by Bill Snead

The Vietnam War had to be the most accessible, ongoing trauma in history. From the late 1950s to 1975 literally hundreds of journalists from all over the world poked their heads in at one time or another to check out the war, do a little dance with death and pop out again.  But many stayed for months and years at a time, taking only brief "R&R's" to Hong Kong, Jakarta, Bangkok and other exotic ports of call to recharge their batteries, pick up the latest stereo and camera gear and head back to Saigon.  Vietnam was a photographer's dream. With your Military Assistance Command Vietnam ID card you could hitch rides on anything that flew. It was your ticket to combat, GI food, a place to sleep, comrades in arms and PX privileges. There was also a downside. A lot of people in Vietnam were trying to kill one another. Getting too close to the point of impact could be fatal. There were no referees in stripped shirts to whistle you back to the sidelines or cops telling you to get behind the yellow tape.  You could push fate as far as you wanted. "Shooters" who got the best pictures played it like a rubber band and sometimes it snapped.

In October 1967, I was minding my own business, running a photo department at the Wilmington News-Journal in Delaware. I was 29 and in my third year of experiencing life outside of Kansas.  The phone rang and Charlie McCarty, the No. 2 guy in UPI Newspictures in New York, asked me how things were going in Wilmington. That was followed by, "How would you like to run the UPI Photo Bureau in Saigon?" Money certainly wasn't the attraction. It was actually a cut in pay, but I thought it had to be one of the hottest jobs in journalism. Five weeks later I was in Philadelphia's International Airport waiting for a flight to Tokyo. Kent Potter, a UPI photographer in Philadelphia, joined me at the airport.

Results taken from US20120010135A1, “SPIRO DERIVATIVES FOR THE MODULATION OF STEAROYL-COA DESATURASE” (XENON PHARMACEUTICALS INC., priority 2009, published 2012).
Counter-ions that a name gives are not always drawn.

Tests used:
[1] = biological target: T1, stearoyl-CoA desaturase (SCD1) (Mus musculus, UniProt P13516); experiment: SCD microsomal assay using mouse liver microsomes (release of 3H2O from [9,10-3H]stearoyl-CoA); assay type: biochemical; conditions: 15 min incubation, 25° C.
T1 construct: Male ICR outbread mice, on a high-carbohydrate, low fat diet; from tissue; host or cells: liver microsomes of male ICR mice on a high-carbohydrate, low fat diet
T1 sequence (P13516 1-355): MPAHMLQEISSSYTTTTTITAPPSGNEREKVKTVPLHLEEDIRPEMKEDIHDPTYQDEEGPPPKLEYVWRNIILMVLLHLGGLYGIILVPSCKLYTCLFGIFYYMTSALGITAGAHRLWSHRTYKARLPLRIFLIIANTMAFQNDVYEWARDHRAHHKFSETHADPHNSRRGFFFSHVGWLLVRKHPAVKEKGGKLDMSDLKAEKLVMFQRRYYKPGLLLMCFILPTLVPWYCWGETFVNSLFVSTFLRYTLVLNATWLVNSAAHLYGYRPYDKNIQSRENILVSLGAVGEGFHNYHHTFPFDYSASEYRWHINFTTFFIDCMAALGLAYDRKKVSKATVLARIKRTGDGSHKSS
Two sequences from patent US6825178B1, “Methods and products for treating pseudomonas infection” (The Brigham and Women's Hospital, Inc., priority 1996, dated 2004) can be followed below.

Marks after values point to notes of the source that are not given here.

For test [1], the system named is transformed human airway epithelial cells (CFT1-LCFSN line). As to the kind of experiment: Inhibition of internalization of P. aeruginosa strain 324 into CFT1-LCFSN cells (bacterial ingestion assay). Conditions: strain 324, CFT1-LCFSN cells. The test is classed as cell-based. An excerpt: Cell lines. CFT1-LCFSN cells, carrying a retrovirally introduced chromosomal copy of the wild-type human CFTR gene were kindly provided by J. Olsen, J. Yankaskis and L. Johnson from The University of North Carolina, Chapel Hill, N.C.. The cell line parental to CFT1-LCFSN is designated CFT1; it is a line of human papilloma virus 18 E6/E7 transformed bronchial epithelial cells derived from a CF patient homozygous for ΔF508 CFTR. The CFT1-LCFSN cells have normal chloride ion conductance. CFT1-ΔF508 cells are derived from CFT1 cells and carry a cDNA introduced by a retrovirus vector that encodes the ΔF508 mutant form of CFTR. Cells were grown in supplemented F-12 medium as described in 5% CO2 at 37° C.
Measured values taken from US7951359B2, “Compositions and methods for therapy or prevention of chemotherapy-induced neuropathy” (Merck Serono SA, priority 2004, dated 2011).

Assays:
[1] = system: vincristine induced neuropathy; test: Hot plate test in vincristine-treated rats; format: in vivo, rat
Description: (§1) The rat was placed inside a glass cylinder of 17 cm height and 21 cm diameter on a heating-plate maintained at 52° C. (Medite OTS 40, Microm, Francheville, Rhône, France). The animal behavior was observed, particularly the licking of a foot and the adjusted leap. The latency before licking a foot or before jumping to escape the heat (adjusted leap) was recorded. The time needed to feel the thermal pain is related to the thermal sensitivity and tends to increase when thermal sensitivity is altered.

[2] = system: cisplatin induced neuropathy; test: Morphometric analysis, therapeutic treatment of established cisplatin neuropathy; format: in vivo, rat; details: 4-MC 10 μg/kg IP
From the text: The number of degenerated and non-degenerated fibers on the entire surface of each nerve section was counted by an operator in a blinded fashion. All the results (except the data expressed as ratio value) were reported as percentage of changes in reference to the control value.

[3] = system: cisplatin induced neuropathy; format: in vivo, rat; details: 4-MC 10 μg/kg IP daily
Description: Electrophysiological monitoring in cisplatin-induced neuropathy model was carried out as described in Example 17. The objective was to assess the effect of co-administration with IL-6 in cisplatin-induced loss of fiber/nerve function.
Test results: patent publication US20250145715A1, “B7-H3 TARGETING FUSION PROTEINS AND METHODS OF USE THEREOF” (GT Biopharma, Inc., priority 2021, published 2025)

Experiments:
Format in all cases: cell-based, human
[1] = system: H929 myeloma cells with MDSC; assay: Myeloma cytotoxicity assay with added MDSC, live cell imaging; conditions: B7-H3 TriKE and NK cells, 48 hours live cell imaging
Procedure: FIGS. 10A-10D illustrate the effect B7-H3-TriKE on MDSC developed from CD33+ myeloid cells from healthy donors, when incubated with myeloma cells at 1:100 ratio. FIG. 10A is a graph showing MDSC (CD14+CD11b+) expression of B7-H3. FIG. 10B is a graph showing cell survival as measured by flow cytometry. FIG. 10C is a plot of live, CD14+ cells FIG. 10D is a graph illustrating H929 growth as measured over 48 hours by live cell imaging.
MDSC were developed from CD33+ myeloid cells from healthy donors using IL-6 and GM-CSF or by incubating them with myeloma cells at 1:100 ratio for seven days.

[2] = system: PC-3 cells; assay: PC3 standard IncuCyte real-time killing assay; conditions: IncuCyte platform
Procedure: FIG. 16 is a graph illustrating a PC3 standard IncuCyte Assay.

"Snead, you gotta get me over there," he said. It became his mantra. He'd repeat it and grab me by my shoulders to drive his point home. He'd pound on me and then apologize. Potter could be very excitable.  He was built like a defensive end, 20 years old, piercing blue eyes and a heck of a shooter. I'd covered news stories with him in Philadelphia and respected his abilities - and enthusiasm. As a one-man UPI Photo Bureau he gave AP's three-photographer bureau fits.  McCarty liked to hire his bureau people "young and hungry" - young enough to work 20-hour days and hungry enough to kick AP's butt.

When the plane was leaving I could see Potter at the airport window wildly waving his arms as my plane taxied away. I'd discovered in New York that I'd been asked to fill the Saigon job because nearly half of UPI's photo staff had applied for it. McCarty thought by bringing in someone who'd never worked for them - for the first time ever - they wouldn't be accused of playing favorites.  I could tell right away this was going to be another "growth experience." I arrived in Saigon Dec. 8 and walked unannounced into the UPI Photo Bureau. Two young men in fatigues, one with his back to the door, were talking. 

"Has the smart ass from New York gotten here yet?" asked Dana Stone.  "I think he's standing behind you right now," choked out a convulsing Charlie Eggleston.

This was exactly what I'd been concerned about all the way to Saigon. The closest call I'd had photographing people with guns was covering the Philadelphia riots. How was I going to handle a stable of combat photographers? In reality my big them.  Shattering the peace In mid-December 1967, Vietnam was very quiet.  So we photographed GIs decorating Christmas trees on their tanks, writing letters home or plastering slogans like "Christmas in Vietnam - Never happen" on their helmet liners. We'd mix that with trips to the U.S. Navy's Seventh Fleet to shoot sailors playing Santa Claus or writing "Merry Christmas Ho Chi Minh" on bombs.